A publication of the Archaeological Institute of America
Composition of Stone Tools From Roman Morocco Analyzed
Thursday, September 23, 2021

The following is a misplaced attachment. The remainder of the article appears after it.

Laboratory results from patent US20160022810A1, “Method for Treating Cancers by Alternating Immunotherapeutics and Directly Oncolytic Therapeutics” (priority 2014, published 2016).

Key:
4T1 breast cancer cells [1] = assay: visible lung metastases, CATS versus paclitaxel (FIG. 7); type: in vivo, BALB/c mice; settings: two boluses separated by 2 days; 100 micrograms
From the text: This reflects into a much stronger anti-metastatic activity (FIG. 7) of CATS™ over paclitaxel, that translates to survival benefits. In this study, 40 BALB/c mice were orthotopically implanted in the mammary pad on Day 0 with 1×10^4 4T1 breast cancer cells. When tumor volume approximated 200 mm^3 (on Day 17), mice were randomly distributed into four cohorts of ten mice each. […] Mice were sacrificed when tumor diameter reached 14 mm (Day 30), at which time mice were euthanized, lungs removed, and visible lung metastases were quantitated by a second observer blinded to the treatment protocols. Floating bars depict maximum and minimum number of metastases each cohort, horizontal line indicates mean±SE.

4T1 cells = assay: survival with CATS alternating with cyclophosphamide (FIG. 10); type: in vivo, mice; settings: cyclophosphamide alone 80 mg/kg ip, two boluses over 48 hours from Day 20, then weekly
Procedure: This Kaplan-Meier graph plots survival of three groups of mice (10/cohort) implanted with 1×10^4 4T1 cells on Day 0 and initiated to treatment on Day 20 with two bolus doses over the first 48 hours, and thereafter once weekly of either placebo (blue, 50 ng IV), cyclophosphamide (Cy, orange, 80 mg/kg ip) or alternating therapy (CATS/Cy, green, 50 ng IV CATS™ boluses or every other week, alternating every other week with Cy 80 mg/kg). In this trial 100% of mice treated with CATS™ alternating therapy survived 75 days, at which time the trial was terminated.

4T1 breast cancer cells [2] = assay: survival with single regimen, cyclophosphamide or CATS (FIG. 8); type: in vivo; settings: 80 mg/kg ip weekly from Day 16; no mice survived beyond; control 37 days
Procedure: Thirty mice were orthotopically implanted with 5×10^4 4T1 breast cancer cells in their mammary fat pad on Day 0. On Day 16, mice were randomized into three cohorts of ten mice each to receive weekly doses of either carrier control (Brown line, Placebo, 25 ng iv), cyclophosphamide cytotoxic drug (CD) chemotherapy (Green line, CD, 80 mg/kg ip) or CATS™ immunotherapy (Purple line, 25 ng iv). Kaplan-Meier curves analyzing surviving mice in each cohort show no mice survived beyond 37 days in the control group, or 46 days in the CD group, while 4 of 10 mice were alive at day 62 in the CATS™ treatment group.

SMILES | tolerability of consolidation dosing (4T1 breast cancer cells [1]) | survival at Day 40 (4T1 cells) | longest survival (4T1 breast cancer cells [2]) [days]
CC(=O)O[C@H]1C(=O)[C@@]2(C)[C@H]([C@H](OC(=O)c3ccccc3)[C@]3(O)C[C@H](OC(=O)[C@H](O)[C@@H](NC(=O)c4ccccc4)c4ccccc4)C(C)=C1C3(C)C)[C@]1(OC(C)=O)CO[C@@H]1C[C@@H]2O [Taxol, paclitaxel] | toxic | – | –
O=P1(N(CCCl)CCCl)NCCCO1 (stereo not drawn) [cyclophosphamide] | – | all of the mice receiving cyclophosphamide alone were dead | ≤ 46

AUSTIN, TEXAS—According to a statement released by the University of Texas at Austin, a team of archaeologists and geoscientists analyzed a collection of stone fragments from mixing vats and millstones unearthed at Morocco’s ancient Roman city of Volubilis. The researchers discovered that specific types of rock had been chosen to improve the function of these tools. For example: grain millstones were made of volcanic basalt with sharp-edged pores, olive mills were made from limestone containing fragments of other rocks and small fossil shells, and dough mixers were made from limestone without such rough fragments. Jared Benton of Old Dominion University said the craftspeople who made the tools may have consulted with the workers who used them in order to make them more effective. The study also found that each rock type came from sources near Volubilis, when it had been previously thought that the basalt was imported from Italy. Benton thinks a single supplier may have been meeting the city’s industrial stone needs. To read about the archaeology of a once-bustling medieval city in Morocco, go to "Letter from Morocco: Splendor at the Edge of the Sahara."
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